Saturday, December 4, 2010

Václav Klaus on Bob Carter

Let me declare from the outset that I consider global warming dogma (and its widespread acceptance) to be one of the most costly and undemocratic mistakes in generations, and try, therefore, to contribute to its demolition.

As someone who spent most of his life under a repressive and highly inefficient regime, I can hopefully afford to say that the previous most costly and undemocratic ‘experiment’ was Communism. That too started quite innocently, and its supporters — probably — also believed that they fought for a noble cause. When I listen to the views and arguments of the global warming alarmists, and there are many of them in Australia (I guess your country scores very highly on the worldwide ‘warmists per capita’ scale), they sound very similar to the arguments of the former politicians, journalists and public intellectuals in Communist Czechoslovakia.

Of course, the polemic about global warming has a very respectable scientific dimension. But in its substance and consequences, the debate is not part of the scientific discourse about factors influencing swings in global temperature. It is part of the public policy debate about man and society, about our political, economic and social systems, about our freedom or its possible loss. This difference should be made explicit.

In his book Climate: The Counter Consensus, Bob Carter, the well-known Australian paleoclimatologist and professor at the James Cook University, clarifies this point when he says: ‘The global warming issue long ago ceased being a scientific problem.’ It is evident that science plays no part in the current public policy debate, neither in Kyoto, nor in Copenhagen, nor at the United Nations General Assembly or the EU summits. There is just the pretence of science and the wishful thinking that there exists an undeniable scientific consensus.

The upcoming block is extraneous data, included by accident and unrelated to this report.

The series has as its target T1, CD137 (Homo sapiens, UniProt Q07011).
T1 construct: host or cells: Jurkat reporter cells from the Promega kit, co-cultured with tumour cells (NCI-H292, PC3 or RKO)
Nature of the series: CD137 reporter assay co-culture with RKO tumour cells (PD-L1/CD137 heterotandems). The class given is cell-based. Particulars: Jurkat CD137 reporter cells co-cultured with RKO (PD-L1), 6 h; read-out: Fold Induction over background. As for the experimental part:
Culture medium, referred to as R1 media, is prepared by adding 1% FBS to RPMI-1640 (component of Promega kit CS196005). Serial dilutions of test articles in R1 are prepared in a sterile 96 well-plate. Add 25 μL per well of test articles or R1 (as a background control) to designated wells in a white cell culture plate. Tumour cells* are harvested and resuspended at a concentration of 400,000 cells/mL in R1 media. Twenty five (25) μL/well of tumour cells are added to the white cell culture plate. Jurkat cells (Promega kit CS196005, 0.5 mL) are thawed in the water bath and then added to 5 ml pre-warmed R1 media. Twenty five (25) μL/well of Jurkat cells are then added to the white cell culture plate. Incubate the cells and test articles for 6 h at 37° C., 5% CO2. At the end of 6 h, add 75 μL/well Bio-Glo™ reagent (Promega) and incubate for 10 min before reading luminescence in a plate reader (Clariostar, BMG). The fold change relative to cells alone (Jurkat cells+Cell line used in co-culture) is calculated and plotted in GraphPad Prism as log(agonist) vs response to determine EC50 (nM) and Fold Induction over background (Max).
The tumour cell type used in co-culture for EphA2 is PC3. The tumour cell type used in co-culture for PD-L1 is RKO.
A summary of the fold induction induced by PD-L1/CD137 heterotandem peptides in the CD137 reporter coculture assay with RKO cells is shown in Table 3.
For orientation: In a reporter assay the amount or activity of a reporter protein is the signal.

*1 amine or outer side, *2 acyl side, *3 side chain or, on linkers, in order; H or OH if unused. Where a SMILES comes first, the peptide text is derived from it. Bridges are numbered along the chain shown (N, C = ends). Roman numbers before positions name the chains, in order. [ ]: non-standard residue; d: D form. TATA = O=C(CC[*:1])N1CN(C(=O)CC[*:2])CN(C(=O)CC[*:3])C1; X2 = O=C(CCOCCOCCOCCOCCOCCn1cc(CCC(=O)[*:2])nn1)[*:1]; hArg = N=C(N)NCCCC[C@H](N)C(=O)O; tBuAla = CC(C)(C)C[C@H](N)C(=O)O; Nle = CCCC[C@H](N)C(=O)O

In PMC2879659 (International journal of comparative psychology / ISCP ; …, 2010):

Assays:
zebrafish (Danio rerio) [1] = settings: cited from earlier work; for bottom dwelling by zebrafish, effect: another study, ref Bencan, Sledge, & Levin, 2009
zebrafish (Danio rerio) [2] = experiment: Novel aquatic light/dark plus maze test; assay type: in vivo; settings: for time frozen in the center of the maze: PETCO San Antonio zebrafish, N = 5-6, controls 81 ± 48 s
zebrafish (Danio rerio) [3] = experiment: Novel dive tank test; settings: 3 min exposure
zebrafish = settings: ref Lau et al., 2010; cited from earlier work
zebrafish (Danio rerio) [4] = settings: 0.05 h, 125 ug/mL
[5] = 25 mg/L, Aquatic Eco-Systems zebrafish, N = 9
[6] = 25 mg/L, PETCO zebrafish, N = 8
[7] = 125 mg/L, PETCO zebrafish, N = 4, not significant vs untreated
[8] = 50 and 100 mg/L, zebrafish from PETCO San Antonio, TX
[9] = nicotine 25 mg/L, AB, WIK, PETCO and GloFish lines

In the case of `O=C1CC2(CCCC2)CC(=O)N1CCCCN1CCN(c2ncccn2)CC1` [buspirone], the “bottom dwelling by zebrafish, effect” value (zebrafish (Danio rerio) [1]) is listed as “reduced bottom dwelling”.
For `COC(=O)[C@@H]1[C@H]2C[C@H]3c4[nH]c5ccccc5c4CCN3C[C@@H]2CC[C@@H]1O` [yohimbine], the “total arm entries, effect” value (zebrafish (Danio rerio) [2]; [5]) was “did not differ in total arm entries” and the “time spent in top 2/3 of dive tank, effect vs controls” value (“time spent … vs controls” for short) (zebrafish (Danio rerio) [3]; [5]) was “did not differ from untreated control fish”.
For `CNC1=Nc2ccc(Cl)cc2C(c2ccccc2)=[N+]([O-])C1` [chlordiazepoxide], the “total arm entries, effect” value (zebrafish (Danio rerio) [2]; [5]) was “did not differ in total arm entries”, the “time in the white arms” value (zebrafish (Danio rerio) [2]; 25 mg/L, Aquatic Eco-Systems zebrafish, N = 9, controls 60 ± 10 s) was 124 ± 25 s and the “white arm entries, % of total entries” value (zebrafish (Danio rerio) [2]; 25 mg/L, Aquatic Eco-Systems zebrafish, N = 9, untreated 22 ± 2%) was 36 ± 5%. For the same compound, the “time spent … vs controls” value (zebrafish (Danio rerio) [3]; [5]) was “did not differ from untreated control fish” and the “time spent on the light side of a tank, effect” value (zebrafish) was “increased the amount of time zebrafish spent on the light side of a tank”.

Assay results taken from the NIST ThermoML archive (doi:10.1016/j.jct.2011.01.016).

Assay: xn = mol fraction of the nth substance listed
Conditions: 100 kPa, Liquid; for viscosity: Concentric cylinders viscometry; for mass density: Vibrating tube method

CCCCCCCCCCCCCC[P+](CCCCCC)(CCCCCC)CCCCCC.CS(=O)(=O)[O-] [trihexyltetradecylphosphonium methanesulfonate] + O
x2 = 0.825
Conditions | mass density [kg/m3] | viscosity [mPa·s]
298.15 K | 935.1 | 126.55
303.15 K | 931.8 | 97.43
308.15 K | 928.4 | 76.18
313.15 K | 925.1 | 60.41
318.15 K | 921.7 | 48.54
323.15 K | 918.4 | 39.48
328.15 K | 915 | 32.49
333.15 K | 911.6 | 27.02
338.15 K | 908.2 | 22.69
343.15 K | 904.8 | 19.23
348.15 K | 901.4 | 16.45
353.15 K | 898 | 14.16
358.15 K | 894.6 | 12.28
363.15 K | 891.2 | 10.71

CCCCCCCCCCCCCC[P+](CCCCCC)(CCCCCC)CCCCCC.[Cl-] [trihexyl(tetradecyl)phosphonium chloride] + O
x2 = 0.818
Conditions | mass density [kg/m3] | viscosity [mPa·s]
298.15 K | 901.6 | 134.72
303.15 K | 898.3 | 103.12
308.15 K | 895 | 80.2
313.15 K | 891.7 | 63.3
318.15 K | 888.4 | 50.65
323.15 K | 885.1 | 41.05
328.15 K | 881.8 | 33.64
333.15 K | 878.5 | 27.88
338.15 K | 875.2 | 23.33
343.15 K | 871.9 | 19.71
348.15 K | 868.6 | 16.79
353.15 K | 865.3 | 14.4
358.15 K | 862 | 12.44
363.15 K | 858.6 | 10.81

I like Carter’s emphasis on the crucial difference between global warming (which is part of normal scientific discourse) and ‘dangerous anthropogenic global warming’ (which is ideological propaganda). He is also right when talking about the difficulty in defining who is and who is not a climatologist, and turning our attention to the fact that there is no ‘climate science’, because ‘scientists who study climate change come from a wide range of disciplines’. His decision to group them into three main categories — meteorologists, geologists and the computer modelling group — is also revealing. Importantly, he notes that the group with the fewest warmists is the geological scientists, because they are able to compare ‘modern climate change with climate history’, which is something the meteorologists and the computer modelling experts — quite intentionally — do not do.


He sees a problem with the standard interpretation of 20th-century warming (Chapter 2) because of the limited meteorological record, and cannot see why ‘the short period of mild warming that started around 1979 and terminated in 1998 so excites the IPCC and other climate alarmists’. He is convinced (as am I) that the current warming will be ‘like the Medieval Warm Period followed by cooling which may indeed have already started’. I also agree with him that ‘endlessly analysing short trend lines … has nothing to do with science and everything to do with politics’.


As someone who devoted a decade of his life to econometric computer modelling, I appreciate the chapter dedicated to climatologists’ computer models. Carter is right that the outcomes of these models are not predictions but projections, because they are based on the aprioristic assumptions of the builders who attend to the so-called ‘calibration’ of these models. That is their only way to ‘show’, for example, that ‘although human emissions weren’t large before 1940, the models assume that the temperature rise since 1850 is due to human carbon dioxide’.-Václav Klaus, President of the Czech Republic Thank heavens for Bob Carter

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